Today in Hip-Hop: MC Hammer Files for Bankruptcy
On this day, April 3, in hip-hop history...
1996: Back in the late 1980s, you couldn't turn on a radio without hearing a song from MC Hammer. The California rapper with dancey crossover appeal was ruling the charts with hits like "U Can't Touch This" and "2 Legit 2 Quit." Hammer was a legit superstar, and one of the biggest names on the scene at the time. He was the first hip-hop artist to achieve diamond status on an album, selling more than ten million records, with his 1990 album Please Hammer Don't Hurt 'Em. And because he was such a huge success, that meant Hammer was also massively wealthy. Forbes magazine estimated the singer's net worth to be $33 million in 1990.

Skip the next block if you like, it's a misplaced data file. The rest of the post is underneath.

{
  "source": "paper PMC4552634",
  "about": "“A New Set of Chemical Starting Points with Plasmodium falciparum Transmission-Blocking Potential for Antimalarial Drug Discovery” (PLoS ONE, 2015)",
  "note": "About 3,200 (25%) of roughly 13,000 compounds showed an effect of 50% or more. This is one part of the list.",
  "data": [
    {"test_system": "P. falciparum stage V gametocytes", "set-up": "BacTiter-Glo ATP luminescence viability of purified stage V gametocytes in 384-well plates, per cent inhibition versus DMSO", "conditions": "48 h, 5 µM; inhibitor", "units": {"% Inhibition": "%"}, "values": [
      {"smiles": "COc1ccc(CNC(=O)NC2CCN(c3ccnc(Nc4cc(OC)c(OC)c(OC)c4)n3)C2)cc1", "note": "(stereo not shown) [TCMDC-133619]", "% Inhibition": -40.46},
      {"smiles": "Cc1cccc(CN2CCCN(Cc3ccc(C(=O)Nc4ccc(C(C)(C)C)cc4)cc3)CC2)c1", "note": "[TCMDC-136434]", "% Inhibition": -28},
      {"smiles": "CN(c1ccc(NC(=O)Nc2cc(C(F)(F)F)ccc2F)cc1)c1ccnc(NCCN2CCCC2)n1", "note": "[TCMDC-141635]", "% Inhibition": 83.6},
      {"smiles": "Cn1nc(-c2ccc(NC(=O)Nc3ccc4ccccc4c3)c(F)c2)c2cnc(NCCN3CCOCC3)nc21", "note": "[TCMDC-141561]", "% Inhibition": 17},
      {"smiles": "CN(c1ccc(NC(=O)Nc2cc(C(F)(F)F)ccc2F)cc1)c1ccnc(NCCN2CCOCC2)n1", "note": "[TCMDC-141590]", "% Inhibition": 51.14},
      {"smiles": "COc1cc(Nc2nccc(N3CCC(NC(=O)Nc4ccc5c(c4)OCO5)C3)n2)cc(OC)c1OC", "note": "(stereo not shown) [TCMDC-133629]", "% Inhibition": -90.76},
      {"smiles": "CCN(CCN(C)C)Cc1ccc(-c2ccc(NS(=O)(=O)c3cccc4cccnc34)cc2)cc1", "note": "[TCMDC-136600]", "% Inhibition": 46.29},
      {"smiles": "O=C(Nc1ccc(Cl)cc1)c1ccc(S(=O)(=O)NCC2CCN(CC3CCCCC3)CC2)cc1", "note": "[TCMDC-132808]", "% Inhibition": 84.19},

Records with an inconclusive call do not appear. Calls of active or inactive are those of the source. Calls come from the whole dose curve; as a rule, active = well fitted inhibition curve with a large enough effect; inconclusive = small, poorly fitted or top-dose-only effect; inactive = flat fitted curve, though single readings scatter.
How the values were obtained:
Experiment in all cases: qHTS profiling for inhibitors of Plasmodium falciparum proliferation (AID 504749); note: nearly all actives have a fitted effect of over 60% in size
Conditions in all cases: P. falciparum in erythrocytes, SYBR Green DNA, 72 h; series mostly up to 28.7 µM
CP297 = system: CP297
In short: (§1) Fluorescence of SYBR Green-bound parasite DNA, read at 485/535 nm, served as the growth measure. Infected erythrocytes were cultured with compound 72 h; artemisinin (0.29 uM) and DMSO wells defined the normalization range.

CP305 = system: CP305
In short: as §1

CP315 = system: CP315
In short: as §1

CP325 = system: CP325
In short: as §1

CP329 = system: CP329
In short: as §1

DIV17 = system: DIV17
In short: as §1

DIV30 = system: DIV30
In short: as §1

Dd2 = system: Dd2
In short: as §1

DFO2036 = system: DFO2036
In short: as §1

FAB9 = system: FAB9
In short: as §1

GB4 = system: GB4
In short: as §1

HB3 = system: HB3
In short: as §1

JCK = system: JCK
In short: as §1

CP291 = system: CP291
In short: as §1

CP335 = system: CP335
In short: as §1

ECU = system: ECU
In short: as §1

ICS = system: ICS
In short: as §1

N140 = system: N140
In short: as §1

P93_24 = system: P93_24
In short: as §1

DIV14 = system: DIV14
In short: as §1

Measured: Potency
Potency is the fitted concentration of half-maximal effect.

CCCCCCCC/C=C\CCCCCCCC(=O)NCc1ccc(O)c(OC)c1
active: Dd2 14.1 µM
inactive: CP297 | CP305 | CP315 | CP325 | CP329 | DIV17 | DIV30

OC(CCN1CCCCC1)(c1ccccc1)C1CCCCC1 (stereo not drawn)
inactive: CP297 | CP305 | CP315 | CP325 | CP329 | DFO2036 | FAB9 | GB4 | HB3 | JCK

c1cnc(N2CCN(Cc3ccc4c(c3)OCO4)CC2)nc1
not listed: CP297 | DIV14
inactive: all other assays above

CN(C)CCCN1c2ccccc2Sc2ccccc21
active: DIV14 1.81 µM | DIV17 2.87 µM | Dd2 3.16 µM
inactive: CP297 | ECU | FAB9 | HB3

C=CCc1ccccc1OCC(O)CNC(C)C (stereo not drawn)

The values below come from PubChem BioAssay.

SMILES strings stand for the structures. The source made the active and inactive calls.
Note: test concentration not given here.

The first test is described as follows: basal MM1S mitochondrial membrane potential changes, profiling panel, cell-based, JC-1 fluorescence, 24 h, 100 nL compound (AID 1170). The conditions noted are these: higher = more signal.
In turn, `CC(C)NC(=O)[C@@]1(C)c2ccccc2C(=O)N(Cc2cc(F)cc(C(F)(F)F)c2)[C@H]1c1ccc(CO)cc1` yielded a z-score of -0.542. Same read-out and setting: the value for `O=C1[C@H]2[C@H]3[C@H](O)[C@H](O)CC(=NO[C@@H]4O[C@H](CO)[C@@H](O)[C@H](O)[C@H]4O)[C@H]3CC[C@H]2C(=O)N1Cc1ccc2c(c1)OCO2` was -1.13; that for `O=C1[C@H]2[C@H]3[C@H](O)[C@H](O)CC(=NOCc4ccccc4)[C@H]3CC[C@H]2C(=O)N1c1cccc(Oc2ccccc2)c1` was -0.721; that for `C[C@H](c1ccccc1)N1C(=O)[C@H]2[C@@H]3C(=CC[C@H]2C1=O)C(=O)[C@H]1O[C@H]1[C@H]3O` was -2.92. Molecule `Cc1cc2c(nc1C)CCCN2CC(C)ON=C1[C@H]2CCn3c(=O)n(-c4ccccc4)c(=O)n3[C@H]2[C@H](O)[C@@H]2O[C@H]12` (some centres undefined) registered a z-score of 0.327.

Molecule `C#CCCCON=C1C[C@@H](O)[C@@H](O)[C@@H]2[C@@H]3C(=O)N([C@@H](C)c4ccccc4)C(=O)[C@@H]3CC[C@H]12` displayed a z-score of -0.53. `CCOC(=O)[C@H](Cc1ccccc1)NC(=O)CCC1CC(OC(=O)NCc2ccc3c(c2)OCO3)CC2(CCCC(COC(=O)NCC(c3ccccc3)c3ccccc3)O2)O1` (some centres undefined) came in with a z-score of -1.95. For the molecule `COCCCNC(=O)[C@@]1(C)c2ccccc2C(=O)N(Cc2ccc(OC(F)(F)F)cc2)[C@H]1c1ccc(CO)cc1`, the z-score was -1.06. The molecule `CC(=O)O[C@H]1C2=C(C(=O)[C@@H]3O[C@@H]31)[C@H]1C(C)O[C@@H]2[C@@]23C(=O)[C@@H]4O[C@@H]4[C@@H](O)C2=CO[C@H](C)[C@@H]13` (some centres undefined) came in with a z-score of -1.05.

But the money train came to an abrupt halt in 1996. Hammer spent most of his money on superficial luxuries like cars, trips and racehorses. Due to slow album sales, unpaid loans, a large payroll of people and his lifestyle, Hammer couldn't keep up financially and racked up a debt of $13 million dollars. Hammer's tendency to live so lavishly while also trying to help everyone around him eventually caught up to him. The rapper filed for bankruptcy on April 3, 1996 at a California court.
MC Hammer has gone on to start a ministry and continues to perform the throwback hits that made him famous. Though the rapper has since amended his financial troubles, it was reported in 2015 that Hammer owes the IRS $1.4 million in interest on the 1996 tax delinquency.
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